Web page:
So logging, ag, Drake’s Bay Oyster Co., Hwy 12, small rural towns etc. aren’t on the Agenda.

    Also, it represents another black hole (like the casino), another source of big money to participate in with Public Private Partners.

    Also, another part of the Agenda is to make everyone the same (like famous oppressions always do). Bring less fortunate up (with our subsidy), bring the more affluent down. That’s what Shawn Donovan of HUD is doing; ‘racially mapping all communities in America to that end.

    Plus we are the incarceration kings here in land of the fee, home of the slave.

    One you understand UN Agenda 21, I swear this ‘news paper’ reads like a implementation/indoctrination manual.

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  5. Papa E says:

    Way to go Steveguy! Wow, some common sense, how unique, here in Sonoma County. Really loved “yes, fix the damn roads”. Too bad the local Pols will have nothing to do with a plan like yours; kinda like avoiding the Healdsburg/Geysers thing with Sonoma Greed Power, “oh look over here, we are going to be green, green, green”. Instead of saving ratepayers money. We all know the Millions of $ will go the the “movers and shakers” and their minions.

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  6. Steveguy says:

    Let’s do math ! $60 million is $375,000 per bed. What is this, Hong Kong ?

    This is another scam by the Prison Industrial Complex. A locked minimum security facility shouldn’t have to cost that much. If you fear escape by an inmate, put him on the farm or in the main jail.

    The halfway house concept works if the transitioning inmates can work. That can get complicated as much as the human population is complicated.

    If I just complain about this plan and offer nothing to help solve an issue, then I would just be blowing smoke. So here goes my rough plan for a plan:

    I would build residential style minimum security/half-way house of 60 beds next to the main jail for $10 million. Yes $10 million. Then another 40-60 out at the farm for maybe $5 million. I know, if it was a private sector they would be 1/2 the cost, but it’s the Government.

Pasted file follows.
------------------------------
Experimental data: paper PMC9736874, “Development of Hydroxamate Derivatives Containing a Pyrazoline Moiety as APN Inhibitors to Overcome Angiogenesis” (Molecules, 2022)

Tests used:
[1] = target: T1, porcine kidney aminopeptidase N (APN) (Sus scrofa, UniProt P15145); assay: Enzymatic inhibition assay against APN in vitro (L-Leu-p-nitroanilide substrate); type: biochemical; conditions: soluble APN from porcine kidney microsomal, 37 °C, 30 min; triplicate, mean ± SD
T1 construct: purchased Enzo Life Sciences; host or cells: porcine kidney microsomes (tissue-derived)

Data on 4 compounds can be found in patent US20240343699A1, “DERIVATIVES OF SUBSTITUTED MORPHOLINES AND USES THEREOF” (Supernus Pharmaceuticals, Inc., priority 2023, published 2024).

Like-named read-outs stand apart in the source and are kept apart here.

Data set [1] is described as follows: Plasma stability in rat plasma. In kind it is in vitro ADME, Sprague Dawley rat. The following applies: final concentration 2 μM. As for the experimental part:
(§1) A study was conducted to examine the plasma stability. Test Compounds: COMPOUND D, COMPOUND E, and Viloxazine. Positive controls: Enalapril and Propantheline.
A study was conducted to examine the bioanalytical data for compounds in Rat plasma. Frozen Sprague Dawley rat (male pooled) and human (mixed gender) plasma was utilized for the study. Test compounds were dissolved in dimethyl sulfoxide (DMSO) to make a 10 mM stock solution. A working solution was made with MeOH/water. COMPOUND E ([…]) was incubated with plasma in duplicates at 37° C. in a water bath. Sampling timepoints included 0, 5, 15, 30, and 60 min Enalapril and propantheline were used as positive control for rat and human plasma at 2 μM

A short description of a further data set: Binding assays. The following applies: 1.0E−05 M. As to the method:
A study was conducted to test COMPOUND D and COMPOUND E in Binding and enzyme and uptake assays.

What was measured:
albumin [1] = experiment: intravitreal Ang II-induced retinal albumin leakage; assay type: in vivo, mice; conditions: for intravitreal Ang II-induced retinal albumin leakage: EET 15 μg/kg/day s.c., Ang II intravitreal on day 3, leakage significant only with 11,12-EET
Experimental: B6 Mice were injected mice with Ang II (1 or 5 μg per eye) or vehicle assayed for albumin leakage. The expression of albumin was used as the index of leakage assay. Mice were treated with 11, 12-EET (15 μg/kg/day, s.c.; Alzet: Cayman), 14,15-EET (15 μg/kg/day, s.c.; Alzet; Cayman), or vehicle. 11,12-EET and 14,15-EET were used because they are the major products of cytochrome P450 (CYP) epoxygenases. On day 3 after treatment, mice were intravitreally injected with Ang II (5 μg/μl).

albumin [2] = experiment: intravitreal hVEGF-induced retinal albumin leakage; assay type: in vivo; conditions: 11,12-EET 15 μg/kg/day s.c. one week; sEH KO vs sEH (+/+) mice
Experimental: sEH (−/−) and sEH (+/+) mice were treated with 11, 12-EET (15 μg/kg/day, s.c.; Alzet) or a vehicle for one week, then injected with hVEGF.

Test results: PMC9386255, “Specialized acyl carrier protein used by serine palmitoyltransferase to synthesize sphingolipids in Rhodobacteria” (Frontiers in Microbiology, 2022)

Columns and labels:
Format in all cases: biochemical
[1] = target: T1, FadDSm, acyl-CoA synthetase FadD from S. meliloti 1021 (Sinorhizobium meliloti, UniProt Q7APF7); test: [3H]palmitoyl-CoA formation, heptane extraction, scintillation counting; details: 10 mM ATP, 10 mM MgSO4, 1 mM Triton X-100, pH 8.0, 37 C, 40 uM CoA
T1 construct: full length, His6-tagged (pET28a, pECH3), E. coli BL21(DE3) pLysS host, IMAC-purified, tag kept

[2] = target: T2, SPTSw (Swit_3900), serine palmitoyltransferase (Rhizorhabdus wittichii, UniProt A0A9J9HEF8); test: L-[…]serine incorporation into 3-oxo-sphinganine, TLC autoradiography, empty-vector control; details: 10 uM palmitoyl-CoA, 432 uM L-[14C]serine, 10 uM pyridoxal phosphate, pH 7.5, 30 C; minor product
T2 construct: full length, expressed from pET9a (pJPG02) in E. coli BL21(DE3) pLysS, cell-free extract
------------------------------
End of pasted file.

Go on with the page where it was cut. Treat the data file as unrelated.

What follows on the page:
Then they need to work as just turning out a prisoner to the streets with nothing almost guarantees recidivism.

    The largest part of my plan would be to use the transitioning inmates for an ambitious road fixing task. Yes, Fix the damn roads !

    Yes, pay them while they pay for their ‘rent’. They get work experience, we get fixed roads with maybe learning doing something useful. Heck, maintain the parks too ! Yes that would cost, maybe $10 million. I am still only up to $25 million and we get actually get something in return for their misdeeds. When their time is up, they can have enough money saved to ” go straight” and stay straight and be productive citizens.

    I am talking about a Road Crew Yard either where it is ( is it defunct now ?) or preferably put the yard next to the Farm. With a repair/machine shop, add $2 million. The Farm does fairly well and we should expand that. The State has proven that prisoner firefighter teams are an asset and the benefit goes both ways.

    If you teach a man how to maintain and repair an asphalt paving machine, etc .he can work on most any equipment.

    Heck, that is where County vehicles should be fixed but NOT the cop cars !

    Can the County claim $27 million for that ? Nope, as it is “special” money only for very expensive solutions. And yes, my $27 million is high, I just see more result for the money.

    For starters, we can reduce possession of drugs and paraphernalia from a felony to a misdemeanor . Then maybe get some mental health treatment instead of just brick and mortar ?

    There are better ways than this money suck.